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July 29, 2003
Book Review--The New Financial Order: Risk in the 21st Century
    by William Baue

A Yale economist proposes innovative ways to use risk management as a tool to counteract economic inequality and livelihood uncertainties, among other things.


Many institutional investors employ socially responsible investing (SRI) as an innovative form of risk management. Among other things, SRI identifies companies that have progressive social and environmental practices, and these practices can lower the risk of losses from lawsuits, regulation, and reputation damage.

In his new book, The New Financial Order: Risk in the 21st Century, Yale economist Robert Shiller laments that risk management is an underutilized yet powerful tool. Instead of limiting risk management to financial markets, Dr. Shiller applies it to aspects of our personal lives and our collective social life that carry great risks. He proposes half a dozen innovative forms of risk management as well as the technology to support them. Several of his propositions address social issues, and may be of interest to social investors from a philosophical perspective.

For example, Dr. Shiller proposes the establishment of "inequality insurance," which is meant to counteract gratuitous, random, and painful economic inequality. Dr. Shiller believes that the economic inequality created by the capitalist system is not inherently bad, but rather that gross inequality needs to be tempered. For this reason, he suggests a type of insurance that is fixed to the degree of inequality in the system: the greater the inequality, the more those on the losing end receive in financial insurance compensation.

"Democratizing finance means effectively solving the problem of gratuitous economic inequality, that is, inequality that cannot be justified on rational grounds in terms of differences in effort or talent," Dr. Shiller writes in the book.

Dr. Shiller also proposes several other solutions to unpredictable economic hardships that hit individuals disproportionately. Livelihood insurance decreases the risk of entering a profession with unclear prospects, such as classical violin or biochemistry. Prospects in these arenas could dry up after someone has committed many years to them, a fact that deters many from making such career choices.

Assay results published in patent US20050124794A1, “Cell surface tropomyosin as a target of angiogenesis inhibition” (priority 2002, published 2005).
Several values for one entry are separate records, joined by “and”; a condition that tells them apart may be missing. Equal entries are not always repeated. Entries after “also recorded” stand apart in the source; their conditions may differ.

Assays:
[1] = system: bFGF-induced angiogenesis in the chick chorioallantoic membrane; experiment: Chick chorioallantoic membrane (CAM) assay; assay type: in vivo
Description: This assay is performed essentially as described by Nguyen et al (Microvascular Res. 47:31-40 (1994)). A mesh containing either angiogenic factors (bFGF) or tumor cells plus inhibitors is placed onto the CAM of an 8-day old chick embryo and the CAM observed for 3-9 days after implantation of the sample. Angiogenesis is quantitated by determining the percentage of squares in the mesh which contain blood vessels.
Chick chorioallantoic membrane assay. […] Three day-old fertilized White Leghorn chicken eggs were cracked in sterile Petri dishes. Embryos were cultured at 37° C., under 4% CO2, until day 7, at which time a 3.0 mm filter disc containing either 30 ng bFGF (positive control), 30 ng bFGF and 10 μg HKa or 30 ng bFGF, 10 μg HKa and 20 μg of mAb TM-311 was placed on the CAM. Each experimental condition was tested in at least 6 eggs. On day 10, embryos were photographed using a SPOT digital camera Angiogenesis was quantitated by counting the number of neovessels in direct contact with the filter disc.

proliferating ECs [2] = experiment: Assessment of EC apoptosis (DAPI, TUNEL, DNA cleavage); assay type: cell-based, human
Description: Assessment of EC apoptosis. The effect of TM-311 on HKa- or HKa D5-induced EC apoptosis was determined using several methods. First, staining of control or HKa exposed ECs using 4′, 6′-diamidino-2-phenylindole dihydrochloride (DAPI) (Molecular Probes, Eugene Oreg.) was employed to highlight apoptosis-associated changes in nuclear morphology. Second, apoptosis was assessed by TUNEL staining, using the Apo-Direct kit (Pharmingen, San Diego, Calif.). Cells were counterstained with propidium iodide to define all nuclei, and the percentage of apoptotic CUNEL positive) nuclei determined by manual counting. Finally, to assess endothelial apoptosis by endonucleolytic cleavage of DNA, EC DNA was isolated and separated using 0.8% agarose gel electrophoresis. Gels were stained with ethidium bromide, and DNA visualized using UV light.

However, the risk that such a career might prove less-than-lucrative could be hedged away by insuring it through a highly diversified portfolio that could spread the risk across a broad enough spectrum of international investors and investments. Social investors may find this approach interesting not only from a philosophical perspective, but also from a practical perspective, as these types of investments may represent socially responsible vehicles.

Dr. Shiller points out the irony that securities tied to corporate profits account for the majority of investments, while the lion's share of economic value in society exists outside the stock markets in incomes and home equity. Dr. Shiller's propositions thus create potential value not only for the individuals whose risks would be better managed, but also to investors who can responsibly extract value from these untapped resources.

Besides inequality and livelihood insurance, Dr. Shiller also proposes several other innovative risk management mechanisms. These include income-linked loans, with interest rates and repayment schedules that vary according to income level, and intergenerational social security, which would allow risk to be shared across ages.

The types of risk management that Dr. Shiller proposes all require vast quantities of archived and updated information, an obstacle that made them inconceivable until now. However, technology has progressed far enough to allow for the gathering and indexing of the information necessary to support such progressive innovations. In order to facilitate ongoing progress, however, Dr. Shiller proposes the construction of "global risk information databases," or GRIDs, which would provide the statistical infrastructure for new risk management mechanisms.

Readers may find themselves finishing this book ready to believe that risk management can solve all the world's problems. Dr. Shiller makes no such claims.

"It may seem remarkable that all of these ideas would be implemented," he writes. "But we must start somewhere."

"If we can achieve but one of them, in some form, it would be a major improvement," Dr. Shiller adds. "And the ideas feed upon and support one another, so that implementing one makes it easier to implement another."

Perhaps in the not-too distant future, institutional investors may be diversifying their portfolios in ways that solve not only their own risk management problems, but also those facing individuals and society as a whole.

 

 
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